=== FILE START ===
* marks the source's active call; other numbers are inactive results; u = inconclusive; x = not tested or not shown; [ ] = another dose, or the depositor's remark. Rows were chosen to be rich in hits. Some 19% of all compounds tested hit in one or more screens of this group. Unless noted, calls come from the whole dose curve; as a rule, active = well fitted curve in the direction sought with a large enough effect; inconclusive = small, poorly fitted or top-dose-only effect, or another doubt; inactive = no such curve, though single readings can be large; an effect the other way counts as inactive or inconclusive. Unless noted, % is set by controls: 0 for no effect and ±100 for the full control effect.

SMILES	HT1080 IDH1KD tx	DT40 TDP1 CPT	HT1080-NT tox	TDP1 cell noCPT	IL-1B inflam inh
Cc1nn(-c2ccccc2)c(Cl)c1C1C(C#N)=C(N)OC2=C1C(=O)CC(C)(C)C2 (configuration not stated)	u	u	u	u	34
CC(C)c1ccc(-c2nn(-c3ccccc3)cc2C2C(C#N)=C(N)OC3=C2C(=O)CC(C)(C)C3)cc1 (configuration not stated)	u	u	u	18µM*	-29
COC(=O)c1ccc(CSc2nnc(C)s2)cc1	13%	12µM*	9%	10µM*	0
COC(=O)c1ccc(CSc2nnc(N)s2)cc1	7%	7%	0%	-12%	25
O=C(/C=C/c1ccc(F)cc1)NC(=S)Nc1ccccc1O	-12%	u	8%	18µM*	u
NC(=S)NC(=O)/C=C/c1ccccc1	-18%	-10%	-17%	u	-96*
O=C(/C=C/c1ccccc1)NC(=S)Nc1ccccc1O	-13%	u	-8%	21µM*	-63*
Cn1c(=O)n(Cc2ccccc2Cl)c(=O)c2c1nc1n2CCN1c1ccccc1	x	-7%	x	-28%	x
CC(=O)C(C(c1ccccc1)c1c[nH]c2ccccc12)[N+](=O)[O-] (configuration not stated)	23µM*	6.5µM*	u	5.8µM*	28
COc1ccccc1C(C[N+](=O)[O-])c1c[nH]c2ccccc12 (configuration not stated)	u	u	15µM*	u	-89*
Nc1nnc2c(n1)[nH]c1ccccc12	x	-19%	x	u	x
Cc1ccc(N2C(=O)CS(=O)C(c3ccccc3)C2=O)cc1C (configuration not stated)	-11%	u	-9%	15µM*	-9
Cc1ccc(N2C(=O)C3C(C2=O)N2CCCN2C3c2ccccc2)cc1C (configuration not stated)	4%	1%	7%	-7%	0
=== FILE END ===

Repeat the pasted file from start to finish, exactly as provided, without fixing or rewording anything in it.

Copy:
* marks the source's active call; other numbers are inactive results; u = inconclusive; x = not tested or not shown; [ ] = another dose, or the depositor's remark. Rows were chosen to be rich in hits. Some 19% of all compounds tested hit in one or more screens of this group. Unless noted, calls come from the whole dose curve; as a rule, active = well fitted curve in the direction sought with a large enough effect; inconclusive = small, poorly fitted or top-dose-only effect, or another doubt; inactive = no such curve, though single readings can be large; an effect the other way counts as inactive or inconclusive. Unless noted, % is set by controls: 0 for no effect and ±100 for the full control effect.

SMILES	HT1080 IDH1KD tx	DT40 TDP1 CPT	HT1080-NT tox	TDP1 cell noCPT	IL-1B inflam inh
Cc1nn(-c2ccccc2)c(Cl)c1C1C(C#N)=C(N)OC2=C1C(=O)CC(C)(C)C2 (configuration not stated)	u	u	u	u	34
CC(C)c1ccc(-c2nn(-c3ccccc3)cc2C2C(C#N)=C(N)OC3=C2C(=O)CC(C)(C)C3)cc1 (configuration not stated)	u	u	u	18µM*	-29
COC(=O)c1ccc(CSc2nnc(C)s2)cc1	13%	12µM*	9%	10µM*	0
COC(=O)c1ccc(CSc2nnc(N)s2)cc1	7%	7%	0%	-12%	25
O=C(/C=C/c1ccc(F)cc1)NC(=S)Nc1ccccc1O	-12%	u	8%	18µM*	u
NC(=S)NC(=O)/C=C/c1ccccc1	-18%	-10%	-17%	u	-96*
O=C(/C=C/c1ccccc1)NC(=S)Nc1ccccc1O	-13%	u	-8%	21µM*	-63*
Cn1c(=O)n(Cc2ccccc2Cl)c(=O)c2c1nc1n2CCN1c1ccccc1	x	-7%	x	-28%	x
CC(=O)C(C(c1ccccc1)c1c[nH]c2ccccc12)[N+](=O)[O-] (configuration not stated)	23µM*	6.5µM*	u	5.8µM*	28
COc1ccccc1C(C[N+](=O)[O-])c1c[nH]c2ccccc12 (configuration not stated)	u	u	15µM*	u	-89*
Nc1nnc2c(n1)[nH]c1ccccc12	x	-19%	x	u	x
Cc1ccc(N2C(=O)CS(=O)C(c3ccccc3)C2=O)cc1C (configuration not stated)	-11%	u	-9%	15µM*	-9
Cc1ccc(N2C(=O)C3C(C2=O)N2CCCN2C3c2ccccc2)cc1C (configuration not stated)	4%	1%	7%	-7%	0